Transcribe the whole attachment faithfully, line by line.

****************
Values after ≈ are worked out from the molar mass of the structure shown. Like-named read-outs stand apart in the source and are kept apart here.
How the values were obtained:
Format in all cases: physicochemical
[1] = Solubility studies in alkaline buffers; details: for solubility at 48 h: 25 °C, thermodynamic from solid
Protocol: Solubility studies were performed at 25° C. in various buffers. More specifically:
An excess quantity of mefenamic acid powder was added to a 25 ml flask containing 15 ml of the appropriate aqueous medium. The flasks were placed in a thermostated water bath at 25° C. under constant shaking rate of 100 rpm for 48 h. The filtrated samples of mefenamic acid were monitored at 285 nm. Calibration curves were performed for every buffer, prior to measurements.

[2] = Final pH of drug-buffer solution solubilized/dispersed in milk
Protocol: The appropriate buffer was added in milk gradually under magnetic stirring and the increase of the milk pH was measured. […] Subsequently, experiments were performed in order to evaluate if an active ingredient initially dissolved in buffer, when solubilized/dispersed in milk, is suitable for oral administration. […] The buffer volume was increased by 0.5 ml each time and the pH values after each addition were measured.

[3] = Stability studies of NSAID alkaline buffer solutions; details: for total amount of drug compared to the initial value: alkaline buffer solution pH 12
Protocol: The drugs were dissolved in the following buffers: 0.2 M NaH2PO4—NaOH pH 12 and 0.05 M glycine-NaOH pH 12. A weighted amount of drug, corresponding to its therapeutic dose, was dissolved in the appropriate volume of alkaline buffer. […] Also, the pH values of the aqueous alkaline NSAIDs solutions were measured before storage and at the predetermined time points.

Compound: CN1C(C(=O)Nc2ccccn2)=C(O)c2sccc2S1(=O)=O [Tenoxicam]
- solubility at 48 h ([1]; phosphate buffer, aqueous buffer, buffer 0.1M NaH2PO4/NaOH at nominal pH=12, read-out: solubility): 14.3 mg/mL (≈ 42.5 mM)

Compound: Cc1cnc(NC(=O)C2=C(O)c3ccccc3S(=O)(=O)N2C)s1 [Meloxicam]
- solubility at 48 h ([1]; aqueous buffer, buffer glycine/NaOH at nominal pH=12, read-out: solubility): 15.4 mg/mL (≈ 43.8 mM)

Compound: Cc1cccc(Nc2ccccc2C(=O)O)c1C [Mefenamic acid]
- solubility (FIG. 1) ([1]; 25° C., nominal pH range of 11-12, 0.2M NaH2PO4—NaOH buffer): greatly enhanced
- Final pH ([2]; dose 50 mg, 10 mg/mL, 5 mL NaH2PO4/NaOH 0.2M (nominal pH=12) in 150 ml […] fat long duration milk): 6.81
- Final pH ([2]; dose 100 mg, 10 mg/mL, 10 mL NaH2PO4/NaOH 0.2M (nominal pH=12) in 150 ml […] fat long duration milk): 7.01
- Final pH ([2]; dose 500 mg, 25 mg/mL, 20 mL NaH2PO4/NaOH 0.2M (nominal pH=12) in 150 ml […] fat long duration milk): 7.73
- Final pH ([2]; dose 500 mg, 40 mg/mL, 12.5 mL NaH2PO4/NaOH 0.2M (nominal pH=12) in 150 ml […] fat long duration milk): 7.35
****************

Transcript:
Values after ≈ are worked out from the molar mass of the structure shown. Like-named read-outs stand apart in the source and are kept apart here.
How the values were obtained:
Format in all cases: physicochemical
[1] = Solubility studies in alkaline buffers; details: for solubility at 48 h: 25 °C, thermodynamic from solid
Protocol: Solubility studies were performed at 25° C. in various buffers. More specifically:
An excess quantity of mefenamic acid powder was added to a 25 ml flask containing 15 ml of the appropriate aqueous medium. The flasks were placed in a thermostated water bath at 25° C. under constant shaking rate of 100 rpm for 48 h. The filtrated samples of mefenamic acid were monitored at 285 nm. Calibration curves were performed for every buffer, prior to measurements.

[2] = Final pH of drug-buffer solution solubilized/dispersed in milk
Protocol: The appropriate buffer was added in milk gradually under magnetic stirring and the increase of the milk pH was measured. […] Subsequently, experiments were performed in order to evaluate if an active ingredient initially dissolved in buffer, when solubilized/dispersed in milk, is suitable for oral administration. […] The buffer volume was increased by 0.5 ml each time and the pH values after each addition were measured.

[3] = Stability studies of NSAID alkaline buffer solutions; details: for total amount of drug compared to the initial value: alkaline buffer solution pH 12
Protocol: The drugs were dissolved in the following buffers: 0.2 M NaH2PO4—NaOH pH 12 and 0.05 M glycine-NaOH pH 12. A weighted amount of drug, corresponding to its therapeutic dose, was dissolved in the appropriate volume of alkaline buffer. […] Also, the pH values of the aqueous alkaline NSAIDs solutions were measured before storage and at the predetermined time points.

Compound: CN1C(C(=O)Nc2ccccn2)=C(O)c2sccc2S1(=O)=O [Tenoxicam]
- solubility at 48 h ([1]; phosphate buffer, aqueous buffer, buffer 0.1M NaH2PO4/NaOH at nominal pH=12, read-out: solubility): 14.3 mg/mL (≈ 42.5 mM)

Compound: Cc1cnc(NC(=O)C2=C(O)c3ccccc3S(=O)(=O)N2C)s1 [Meloxicam]
- solubility at 48 h ([1]; aqueous buffer, buffer glycine/NaOH at nominal pH=12, read-out: solubility): 15.4 mg/mL (≈ 43.8 mM)

Compound: Cc1cccc(Nc2ccccc2C(=O)O)c1C [Mefenamic acid]
- solubility (FIG. 1) ([1]; 25° C., nominal pH range of 11-12, 0.2M NaH2PO4—NaOH buffer): greatly enhanced
- Final pH ([2]; dose 50 mg, 10 mg/mL, 5 mL NaH2PO4/NaOH 0.2M (nominal pH=12) in 150 ml […] fat long duration milk): 6.81
- Final pH ([2]; dose 100 mg, 10 mg/mL, 10 mL NaH2PO4/NaOH 0.2M (nominal pH=12) in 150 ml […] fat long duration milk): 7.01
- Final pH ([2]; dose 500 mg, 25 mg/mL, 20 mL NaH2PO4/NaOH 0.2M (nominal pH=12) in 150 ml […] fat long duration milk): 7.73
- Final pH ([2]; dose 500 mg, 40 mg/mL, 12.5 mL NaH2PO4/NaOH 0.2M (nominal pH=12) in 150 ml […] fat long duration milk): 7.35